U.S. markets close in 5 hours 27 minutes
  • S&P 500

    +9.49 (+0.26%)
  • Dow 30

    +127.37 (+0.43%)
  • Nasdaq

    +75.46 (+0.61%)
  • Russell 2000

    +10.50 (+0.57%)
  • Crude Oil

    -0.09 (-0.20%)
  • Gold

    +9.10 (+0.50%)
  • Silver

    -0.01 (-0.04%)

    +0.0056 (+0.46%)
  • 10-Yr Bond

    -0.0200 (-2.11%)

    +0.0111 (+0.83%)

    -0.7270 (-0.70%)

    +442.76 (+2.34%)
  • CMC Crypto 200

    +6.83 (+1.82%)
  • FTSE 100

    +19.25 (+0.30%)
  • Nikkei 225

    +8.39 (+0.03%)

Is Monmouth Real Estate Investment Corporation's (NYSE:MNR) CEO Pay Justified?

Simply Wall St

Want to participate in a short research study? Help shape the future of investing tools and you could win a $250 gift card!

Michael Landy has been the CEO of Monmouth Real Estate Investment Corporation (NYSE:MNR) since 2013. This analysis aims first to contrast CEO compensation with other companies that have similar market capitalization. After that, we will consider the growth in the business. And finally - as a second measure of performance - we will look at the returns shareholders have received over the last few years. This method should give us information to assess how appropriately the company pays the CEO.

See our latest analysis for Monmouth Real Estate Investment

How Does Michael Landy's Compensation Compare With Similar Sized Companies?

Our data indicates that Monmouth Real Estate Investment Corporation is worth US$1.3b, and total annual CEO compensation is US$1.5m. (This figure is for the year to September 2018). While this analysis focuses on total compensation, it's worth noting the salary is lower, valued at US$788k. We looked at a group of companies with market capitalizations from US$1.0b to US$3.2b, and the median CEO total compensation was US$3.9m.

Most shareholders would consider it a positive that Michael Landy takes less total compensation than the CEOs of most similar size companies, leaving more for shareholders. However, before we heap on the praise, we should delve deeper to understand business performance.

The graphic below shows how CEO compensation at Monmouth Real Estate Investment has changed from year to year.

NYSE:MNR CEO Compensation, May 7th 2019
NYSE:MNR CEO Compensation, May 7th 2019

Is Monmouth Real Estate Investment Corporation Growing?

Monmouth Real Estate Investment Corporation has reduced its earnings per share by an average of 3.6% a year, over the last three years (measured with a line of best fit). In the last year, its revenue is up 18%.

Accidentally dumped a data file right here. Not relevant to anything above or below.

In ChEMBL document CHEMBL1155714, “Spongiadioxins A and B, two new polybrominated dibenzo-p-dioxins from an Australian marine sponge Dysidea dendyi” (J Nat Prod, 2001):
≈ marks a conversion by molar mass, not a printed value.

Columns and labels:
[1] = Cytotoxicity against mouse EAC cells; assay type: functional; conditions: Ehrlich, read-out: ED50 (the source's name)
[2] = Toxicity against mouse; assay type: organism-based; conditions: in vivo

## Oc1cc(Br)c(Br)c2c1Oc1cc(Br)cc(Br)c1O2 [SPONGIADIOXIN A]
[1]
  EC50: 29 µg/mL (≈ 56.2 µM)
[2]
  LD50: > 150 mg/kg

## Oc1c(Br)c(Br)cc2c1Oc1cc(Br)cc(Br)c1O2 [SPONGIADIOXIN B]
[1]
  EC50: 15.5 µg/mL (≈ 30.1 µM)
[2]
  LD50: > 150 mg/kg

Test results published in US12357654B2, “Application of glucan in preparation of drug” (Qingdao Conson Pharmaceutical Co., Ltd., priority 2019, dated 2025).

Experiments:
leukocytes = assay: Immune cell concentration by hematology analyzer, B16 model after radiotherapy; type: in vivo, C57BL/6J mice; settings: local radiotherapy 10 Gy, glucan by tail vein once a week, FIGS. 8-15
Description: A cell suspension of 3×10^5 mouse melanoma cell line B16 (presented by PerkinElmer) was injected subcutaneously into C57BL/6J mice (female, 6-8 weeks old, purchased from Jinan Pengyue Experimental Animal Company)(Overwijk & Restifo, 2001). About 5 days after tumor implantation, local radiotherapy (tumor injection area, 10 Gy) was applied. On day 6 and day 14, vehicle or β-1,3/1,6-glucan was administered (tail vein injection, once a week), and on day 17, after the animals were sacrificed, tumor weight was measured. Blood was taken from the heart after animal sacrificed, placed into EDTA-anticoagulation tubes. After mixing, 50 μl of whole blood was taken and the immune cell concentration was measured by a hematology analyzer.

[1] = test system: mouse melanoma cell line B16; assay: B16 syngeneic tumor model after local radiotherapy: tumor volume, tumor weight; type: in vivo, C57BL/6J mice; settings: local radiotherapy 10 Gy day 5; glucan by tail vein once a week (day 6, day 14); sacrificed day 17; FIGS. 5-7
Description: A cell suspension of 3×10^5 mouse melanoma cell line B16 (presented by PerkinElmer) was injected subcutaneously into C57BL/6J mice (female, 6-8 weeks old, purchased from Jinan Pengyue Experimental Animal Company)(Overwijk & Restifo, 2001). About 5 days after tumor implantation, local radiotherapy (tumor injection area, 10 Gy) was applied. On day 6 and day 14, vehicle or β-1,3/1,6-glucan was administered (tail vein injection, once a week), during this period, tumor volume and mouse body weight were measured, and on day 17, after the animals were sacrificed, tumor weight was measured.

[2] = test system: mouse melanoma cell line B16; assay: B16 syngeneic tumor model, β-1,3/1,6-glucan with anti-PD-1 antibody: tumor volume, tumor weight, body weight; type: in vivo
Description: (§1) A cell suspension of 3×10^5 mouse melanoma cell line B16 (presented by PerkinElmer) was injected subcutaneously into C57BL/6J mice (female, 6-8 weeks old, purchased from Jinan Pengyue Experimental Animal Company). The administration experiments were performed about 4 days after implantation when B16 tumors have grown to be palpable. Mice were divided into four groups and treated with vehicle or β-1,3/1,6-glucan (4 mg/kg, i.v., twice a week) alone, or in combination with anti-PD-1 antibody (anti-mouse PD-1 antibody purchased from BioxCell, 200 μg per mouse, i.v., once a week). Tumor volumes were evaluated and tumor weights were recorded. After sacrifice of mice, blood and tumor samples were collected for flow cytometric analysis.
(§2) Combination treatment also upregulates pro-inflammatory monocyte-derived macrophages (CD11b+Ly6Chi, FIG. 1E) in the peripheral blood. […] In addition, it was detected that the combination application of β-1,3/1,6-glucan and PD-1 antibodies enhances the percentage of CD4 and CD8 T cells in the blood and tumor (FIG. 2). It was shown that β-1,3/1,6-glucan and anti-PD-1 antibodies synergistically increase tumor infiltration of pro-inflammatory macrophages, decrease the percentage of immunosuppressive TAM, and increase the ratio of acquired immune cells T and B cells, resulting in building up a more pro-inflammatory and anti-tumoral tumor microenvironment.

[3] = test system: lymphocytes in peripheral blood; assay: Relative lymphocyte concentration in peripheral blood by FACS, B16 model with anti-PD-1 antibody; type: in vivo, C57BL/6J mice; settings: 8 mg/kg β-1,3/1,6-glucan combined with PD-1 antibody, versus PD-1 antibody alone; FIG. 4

Few shareholders would be pleased to read that earnings per share are lower over three years. And while it's good to see some good revenue growth recently, the growth isn't really fast enough for me to put aside my concerns around earnings. It's hard to argue the company is firing on all cylinders, so shareholders might be averse to high CEO remuneration. Shareholders might be interested in this free visualization of analyst forecasts.

Has Monmouth Real Estate Investment Corporation Been A Good Investment?

Monmouth Real Estate Investment Corporation has generated a total shareholder return of 32% over three years, so most shareholders would be reasonably content. But they probably don't want to see the CEO paid more than is normal for companies around the same size.

In Summary...

It appears that Monmouth Real Estate Investment Corporation remunerates its CEO below most similar sized companies.

The compensation paid to Michael Landy is lower than is usual at similar sized companies. However, the earnings per share are not moving in the right direction, and the returns to shareholders could have been better. There is room for improved company performance, but we don't see the CEO pay as a big issue here. So you may want to check if insiders are buying Monmouth Real Estate Investment shares with their own money (free access).

Of course, you might find a fantastic investment by looking elsewhere. So take a peek at this free list of interesting companies.

We aim to bring you long-term focused research analysis driven by fundamental data. Note that our analysis may not factor in the latest price-sensitive company announcements or qualitative material.

If you spot an error that warrants correction, please contact the editor at editorial-team@simplywallst.com. This article by Simply Wall St is general in nature. It does not constitute a recommendation to buy or sell any stock, and does not take account of your objectives, or your financial situation. Simply Wall St has no position in the stocks mentioned. Thank you for reading.